Entrepreneurs

The Leading Edge: What Inuit Can Teach Us About Climate Monitoring And Adaptation

How can we all get smarter about monitoring climate change in our communities? For his take, Ashoka’s Barb Steele sat down with ecologist and filmmaker Joel Heath, a Newfoundland native and co-creator of SIKU: the Indigenous Knowledge Social Network. With his colleagues at the Arctic Eider Society in Sanikiluaq, an Inuit community in Hudson Bay, Heath develops tools for Indigenous-driven research and monitoring of everything from changing sea ice to travel safety to subsistence livelihoods.

Barb Steele: Joel, I want to start by asking about the eider, after which your organization is named. You’ve called this duck “a canary in the coal mine.” Can you explain its significance?

Joel Heath: Hundreds of years ago, when caribou died out on the Belcher Islands archipelago, the Sanikiluaq people came to rely on the eider as a primary source of clothing and food — a unique relationship. Eiders have the warmest feather in the world, representing the best of nature’s technology and Indigenous innovation. Now this is more of a metaphor as we do a lot more than study ducks. That said, changing sea ice conditions have also been causing die-off events of eiders as so they are also a literal canary in the coal mine for environmental change in sea ice ecosystems.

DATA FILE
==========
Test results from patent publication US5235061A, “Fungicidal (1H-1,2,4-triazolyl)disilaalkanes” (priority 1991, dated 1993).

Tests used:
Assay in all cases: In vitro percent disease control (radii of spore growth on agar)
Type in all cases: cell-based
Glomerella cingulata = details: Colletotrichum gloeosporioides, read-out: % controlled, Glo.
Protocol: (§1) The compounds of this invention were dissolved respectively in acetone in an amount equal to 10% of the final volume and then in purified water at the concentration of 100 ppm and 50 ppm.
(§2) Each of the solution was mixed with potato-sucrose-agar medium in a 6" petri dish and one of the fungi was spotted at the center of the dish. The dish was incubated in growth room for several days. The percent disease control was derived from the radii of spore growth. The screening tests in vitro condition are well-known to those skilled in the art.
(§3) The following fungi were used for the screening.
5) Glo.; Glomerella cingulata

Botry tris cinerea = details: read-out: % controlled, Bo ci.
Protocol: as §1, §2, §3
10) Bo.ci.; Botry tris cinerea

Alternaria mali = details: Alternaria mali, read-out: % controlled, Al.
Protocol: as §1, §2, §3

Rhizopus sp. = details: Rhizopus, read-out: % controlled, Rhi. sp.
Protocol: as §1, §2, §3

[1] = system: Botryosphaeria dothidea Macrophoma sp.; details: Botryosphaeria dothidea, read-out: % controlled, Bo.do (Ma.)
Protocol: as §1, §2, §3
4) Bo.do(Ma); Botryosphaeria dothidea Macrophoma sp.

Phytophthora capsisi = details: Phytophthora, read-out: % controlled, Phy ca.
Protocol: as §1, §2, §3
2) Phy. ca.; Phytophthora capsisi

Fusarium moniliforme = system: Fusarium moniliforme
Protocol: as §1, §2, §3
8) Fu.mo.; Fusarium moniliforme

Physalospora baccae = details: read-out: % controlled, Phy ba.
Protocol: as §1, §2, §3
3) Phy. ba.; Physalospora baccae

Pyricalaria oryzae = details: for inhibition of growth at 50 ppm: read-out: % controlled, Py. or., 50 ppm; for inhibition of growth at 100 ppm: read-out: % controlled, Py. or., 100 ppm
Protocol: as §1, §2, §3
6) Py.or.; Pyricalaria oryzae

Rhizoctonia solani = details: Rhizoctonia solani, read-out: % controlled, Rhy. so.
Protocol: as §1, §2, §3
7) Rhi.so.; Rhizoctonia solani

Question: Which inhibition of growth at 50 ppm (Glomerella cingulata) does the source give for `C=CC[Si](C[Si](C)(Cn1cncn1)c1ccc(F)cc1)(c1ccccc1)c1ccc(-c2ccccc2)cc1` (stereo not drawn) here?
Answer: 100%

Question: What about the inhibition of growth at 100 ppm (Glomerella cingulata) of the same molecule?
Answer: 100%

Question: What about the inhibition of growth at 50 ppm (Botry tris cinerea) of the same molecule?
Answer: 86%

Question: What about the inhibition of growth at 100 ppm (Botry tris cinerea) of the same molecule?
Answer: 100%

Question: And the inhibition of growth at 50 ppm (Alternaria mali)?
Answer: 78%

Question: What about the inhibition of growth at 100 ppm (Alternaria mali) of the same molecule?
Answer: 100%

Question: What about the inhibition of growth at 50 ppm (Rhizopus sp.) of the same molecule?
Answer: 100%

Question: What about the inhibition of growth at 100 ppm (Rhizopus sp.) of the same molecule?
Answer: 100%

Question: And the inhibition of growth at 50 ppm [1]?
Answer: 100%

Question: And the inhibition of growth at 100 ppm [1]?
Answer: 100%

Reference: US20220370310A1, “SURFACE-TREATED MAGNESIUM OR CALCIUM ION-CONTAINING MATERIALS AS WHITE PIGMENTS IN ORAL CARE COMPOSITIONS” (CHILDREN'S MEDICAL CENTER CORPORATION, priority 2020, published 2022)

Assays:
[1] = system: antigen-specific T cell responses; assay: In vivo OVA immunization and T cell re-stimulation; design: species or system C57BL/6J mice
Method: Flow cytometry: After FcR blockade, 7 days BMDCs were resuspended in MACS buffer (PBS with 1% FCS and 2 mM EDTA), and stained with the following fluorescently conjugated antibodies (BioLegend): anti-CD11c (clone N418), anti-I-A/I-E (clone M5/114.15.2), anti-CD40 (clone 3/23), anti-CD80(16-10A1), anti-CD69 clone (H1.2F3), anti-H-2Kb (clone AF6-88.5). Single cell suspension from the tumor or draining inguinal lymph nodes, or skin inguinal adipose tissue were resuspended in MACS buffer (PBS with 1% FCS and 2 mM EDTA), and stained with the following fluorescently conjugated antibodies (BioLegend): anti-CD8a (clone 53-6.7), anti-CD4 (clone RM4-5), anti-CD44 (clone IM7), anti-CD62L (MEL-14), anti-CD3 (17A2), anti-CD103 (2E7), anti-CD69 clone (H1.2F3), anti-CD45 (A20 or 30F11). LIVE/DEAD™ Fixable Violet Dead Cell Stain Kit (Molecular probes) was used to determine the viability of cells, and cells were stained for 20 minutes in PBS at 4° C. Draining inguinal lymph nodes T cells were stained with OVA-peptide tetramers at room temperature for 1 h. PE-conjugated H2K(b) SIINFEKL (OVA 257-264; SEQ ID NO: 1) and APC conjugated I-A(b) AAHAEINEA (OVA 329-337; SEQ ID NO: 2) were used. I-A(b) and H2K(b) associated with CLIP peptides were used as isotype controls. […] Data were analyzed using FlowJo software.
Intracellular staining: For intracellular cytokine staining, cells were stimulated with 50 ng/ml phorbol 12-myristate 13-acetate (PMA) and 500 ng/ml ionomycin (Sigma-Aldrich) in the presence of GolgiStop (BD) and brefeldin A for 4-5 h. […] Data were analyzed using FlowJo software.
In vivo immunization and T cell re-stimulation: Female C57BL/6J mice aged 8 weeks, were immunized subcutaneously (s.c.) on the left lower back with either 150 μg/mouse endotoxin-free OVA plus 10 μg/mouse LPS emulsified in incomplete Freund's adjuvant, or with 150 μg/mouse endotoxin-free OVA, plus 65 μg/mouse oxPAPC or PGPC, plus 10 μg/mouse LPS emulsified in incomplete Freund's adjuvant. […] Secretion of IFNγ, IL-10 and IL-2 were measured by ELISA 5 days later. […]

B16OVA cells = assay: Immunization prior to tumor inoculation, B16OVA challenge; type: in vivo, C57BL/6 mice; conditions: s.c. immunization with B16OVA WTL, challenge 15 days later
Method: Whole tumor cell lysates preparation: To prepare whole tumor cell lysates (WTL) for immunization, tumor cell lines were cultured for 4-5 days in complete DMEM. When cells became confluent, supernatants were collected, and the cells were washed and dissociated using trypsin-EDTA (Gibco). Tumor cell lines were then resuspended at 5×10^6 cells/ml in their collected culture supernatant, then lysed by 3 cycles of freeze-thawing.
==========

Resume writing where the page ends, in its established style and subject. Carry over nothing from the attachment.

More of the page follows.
Steele: You aren’t from Sanikiluaq. How did you come to this community of about a thousand people — and to this work?

Heath: Due to concerns about eider die-offs, we were invited to come and help the community study and understand the issues. I came north as a Ph.D. student with Environment Canada, using underwater video and time-lapse photography to study environmental change. We were taking footage of eiders diving underneath the ice and ended up making our film about the unique connection between eiders and Sanikiluaq Inuit, and how things were changing. Almost every family here came together to help us make this film. When I finished my Ph.D, I was told “Congrats, Doctor, but you’re still kindergarten in Inuit Knowledge.” And they were right. I took this challenge seriously, and in the years since, left academics to learn from and support Inuit and Indigenous knowledge frameworks and how they can play more of a leading role in science and environmental stewardship. My role now is to support Indigenous self-determination in research and climate change monitoring. We have an Inuit majority on our board of directors, and our programs are in support of thriving northern communities where Indigenous knowledge supports action.